- “We Are The Not Dead”, MyModernMet.com, November 2013.
Photographer Lalage Snow, who is currently based in Kabul, Afghanistan, embarked on an 8-month-long project titled We Are The Not Dead featuring portraits of British soldiers before, during, and after their deployment in Afghanistan. Similar to Claire Felicie's series of monochromatic triptychs, Snow captures the innocent expressions of these men transformed into gaunt, sullen faces in less than a year.
The three-panel juxtaposition allows the viewer to observe the physical changes a stationed soldier in a war zone goes through. Time is sped up for these men under the beating sun, amidst combat. Regardless of age, the boys that went in came back as men with experiences beyond their years. As weathered and worn as their skin or sunken in faces may appear, it's their dilated eyes that are the most telling.
- Alliance in Support of the Afghan People (ASAP)
The Alliance in Support of the Afghan People (ASAP) is a coalition dedicated to preserving and protecting progress made by the Afghan people over the last 12 years. We seek to amplify Afghan civil society voices in policy discussions and support their aspirations for further political and economic development and the protection of basic human rights.
The ongoing transition process and military drawdown will determine the country’s future and shape regional security conditions. Despite formidable obstacles, a critical opportunity exists to protect and sustain the progress and investments of the last decade for all Afghans, particularly women and youth. With only a small number of international forces in a training and deterrence capacity, Afghanistan’s international partners should prioritize support for a rights respecting Afghan National Security Force, strengthening the economy, reinforcing democratic processes and educating Afghanistan’s next generations. Upcoming elections in 2014 and 2015 pose a vital challenge and a great opportunity for continued progress in Afghanistan.
- “Why Karzai Doesn't Trust America”, National Interest, October 2013
For the moment at least, Secretary of State John F. Kerry appears to have patched up the fraying relationship between the U.S. and Afghan governments that just two weeks ago appeared to be at the point of rupture. Flying into Kabul on a previously unannounced visit and engaging in what the New York Times describes as “nearly 24 hours of talks and meetings” with Afghan President Hamid Karzai, Kerry revived the floundering negotiations for a bilateral security agreement that will provide for a limited but long-term U.S. military presence in Afghanistan following the end of the NATO combat mission in December 2014.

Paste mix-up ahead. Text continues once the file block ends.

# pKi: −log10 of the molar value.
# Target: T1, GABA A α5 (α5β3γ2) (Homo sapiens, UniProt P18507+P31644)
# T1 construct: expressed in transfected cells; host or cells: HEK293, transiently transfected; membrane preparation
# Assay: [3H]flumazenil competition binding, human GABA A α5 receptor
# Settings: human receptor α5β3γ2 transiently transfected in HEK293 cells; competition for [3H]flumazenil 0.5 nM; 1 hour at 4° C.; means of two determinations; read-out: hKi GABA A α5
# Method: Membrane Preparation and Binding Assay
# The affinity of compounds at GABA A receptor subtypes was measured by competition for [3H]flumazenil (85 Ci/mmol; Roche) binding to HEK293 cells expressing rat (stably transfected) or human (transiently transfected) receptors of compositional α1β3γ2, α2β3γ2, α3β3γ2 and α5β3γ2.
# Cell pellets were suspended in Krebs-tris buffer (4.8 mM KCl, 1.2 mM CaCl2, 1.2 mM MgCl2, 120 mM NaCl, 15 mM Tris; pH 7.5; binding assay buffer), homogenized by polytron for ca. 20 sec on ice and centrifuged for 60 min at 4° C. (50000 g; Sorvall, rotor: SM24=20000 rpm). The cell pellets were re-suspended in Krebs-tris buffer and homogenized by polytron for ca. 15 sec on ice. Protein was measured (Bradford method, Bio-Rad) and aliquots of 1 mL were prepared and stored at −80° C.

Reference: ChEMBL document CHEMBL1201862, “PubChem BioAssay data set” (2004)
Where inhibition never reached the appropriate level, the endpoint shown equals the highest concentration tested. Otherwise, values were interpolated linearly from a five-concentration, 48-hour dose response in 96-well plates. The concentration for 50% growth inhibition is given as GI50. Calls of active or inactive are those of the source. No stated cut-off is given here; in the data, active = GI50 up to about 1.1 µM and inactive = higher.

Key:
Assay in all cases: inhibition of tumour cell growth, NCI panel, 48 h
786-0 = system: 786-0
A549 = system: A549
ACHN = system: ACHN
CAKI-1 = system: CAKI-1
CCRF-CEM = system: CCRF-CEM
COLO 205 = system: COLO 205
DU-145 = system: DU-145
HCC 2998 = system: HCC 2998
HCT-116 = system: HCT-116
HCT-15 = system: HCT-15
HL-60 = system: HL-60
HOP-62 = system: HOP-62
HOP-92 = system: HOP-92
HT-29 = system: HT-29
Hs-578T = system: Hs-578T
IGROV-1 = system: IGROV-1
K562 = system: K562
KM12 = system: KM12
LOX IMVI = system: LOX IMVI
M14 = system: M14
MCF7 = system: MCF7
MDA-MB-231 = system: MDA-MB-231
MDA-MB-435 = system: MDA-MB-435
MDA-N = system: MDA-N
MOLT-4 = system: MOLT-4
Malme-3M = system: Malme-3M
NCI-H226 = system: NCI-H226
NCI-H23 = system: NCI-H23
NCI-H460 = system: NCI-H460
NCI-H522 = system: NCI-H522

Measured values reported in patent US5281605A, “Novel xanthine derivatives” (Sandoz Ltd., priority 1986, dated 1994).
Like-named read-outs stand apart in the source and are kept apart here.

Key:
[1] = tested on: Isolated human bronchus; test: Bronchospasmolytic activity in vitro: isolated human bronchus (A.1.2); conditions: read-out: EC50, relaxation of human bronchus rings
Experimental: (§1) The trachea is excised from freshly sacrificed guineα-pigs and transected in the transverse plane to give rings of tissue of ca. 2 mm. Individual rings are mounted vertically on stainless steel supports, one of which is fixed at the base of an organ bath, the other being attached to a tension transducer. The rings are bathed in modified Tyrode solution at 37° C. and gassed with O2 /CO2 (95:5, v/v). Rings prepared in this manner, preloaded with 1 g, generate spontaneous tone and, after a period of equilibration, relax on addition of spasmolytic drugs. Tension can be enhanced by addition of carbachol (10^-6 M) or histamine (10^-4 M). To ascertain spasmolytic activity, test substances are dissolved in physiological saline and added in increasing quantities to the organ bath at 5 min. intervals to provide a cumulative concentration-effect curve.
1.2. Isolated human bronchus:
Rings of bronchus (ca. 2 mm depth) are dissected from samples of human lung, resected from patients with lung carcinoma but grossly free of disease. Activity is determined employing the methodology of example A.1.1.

The security pact, which must be reviewed by a loya jirga (an assembly of some 3,000 Afghan tribal elders) and then approved by parliament, could even now unravel over the still-unresolved issue of whether remaining U.S. troops will enjoy the airtight legal protections that Washington is insisting on. But if the agreement holds, it would represent a striking feat for Mr. Kerry, who is rapidly emerging as a more consequential figure than his predecessor.
It also promises to bring some stability to a wartime alliance that has long pulsed with mistrust and suspicion. The acrimony regularly leads Karzai, once seen as America’s hand-picked partner in Kabul, to denounce the Western military presence in Afghanistan as a foreign occupation. Three years ago, he accused the West of meddling in the country’s internal affairs and bizarrely threatened to join forces with the Taliban forces that NATO and his regime were supposedly united in opposing. That particular outburst caused the White House to warn that it was thinking of retracting Karzai’s invitation to meet Mr. Obama in Washington.
- “Hero Afghan interpreter finally arrives in US after long visa battle”, FoxNews.com, October 2013.
The Afghan interpreter who saved the life of an Army intelligence officer and became a target of the Taliban for his trouble has finally arrived in the U.S. to start a new life, after a long battle to win a special visa.
Janis Shinwari arrived at Reagan National Airport in Washington late Tuesday night, where he was heartily greeted by Matthew Zeller, the Army soldier who says he owes his life to Shinwari. Zeller campaigned tirelessly for a special visa reserved for translators who put their lives on the line for U.S. military personnel. The visa was finally approved last month, but then mysteriously pulled, according to Zeller.
Shinwari, 36, told FoxNews.com he, his wife and their two children are eager to start a new life in the U.S., especially after Shinwari spent the last several months in hiding after he became known for helping the U.S. military.
- “Afghanistan: Post-Taliban Governance, Security, and U.S. Policy”, Congressional Research Service, October 2013.
The United States and its partner countries are reducing military involvement in Afghanistan as Afghan security forces assume lead security responsibility throughout the country. The current international security mission will terminate at the end of 2014 and likely transition to a far smaller mission consisting mostly of training and mentoring the Afghanistan National Security Forces (ANSF). The number of U.S. forces in Afghanistan, which peaked at about 100,000 in June 2011, was reduced to a “pre-surge” level of about 66,000 in September 2012, and is currently about 52,000. That number will fall to 34,000 by February 2014. The size of the “residual force” that will likely remain in Afghanistan after 2014 might be announced later in 2013, with options centering on about 8,000-12,000 U.S. trainers and counterterrorism forces, assisted by about 5,000 partner forces performing similar missions. The U.S. troops that remain after 2014 would do so under a U.S.-Afghanistan security agreement that is under negotiation. Fearing instability after 2014, some ethnic and political faction leaders are reviving their militia forces should the international drawdown lead to a major Taliban push to retake power.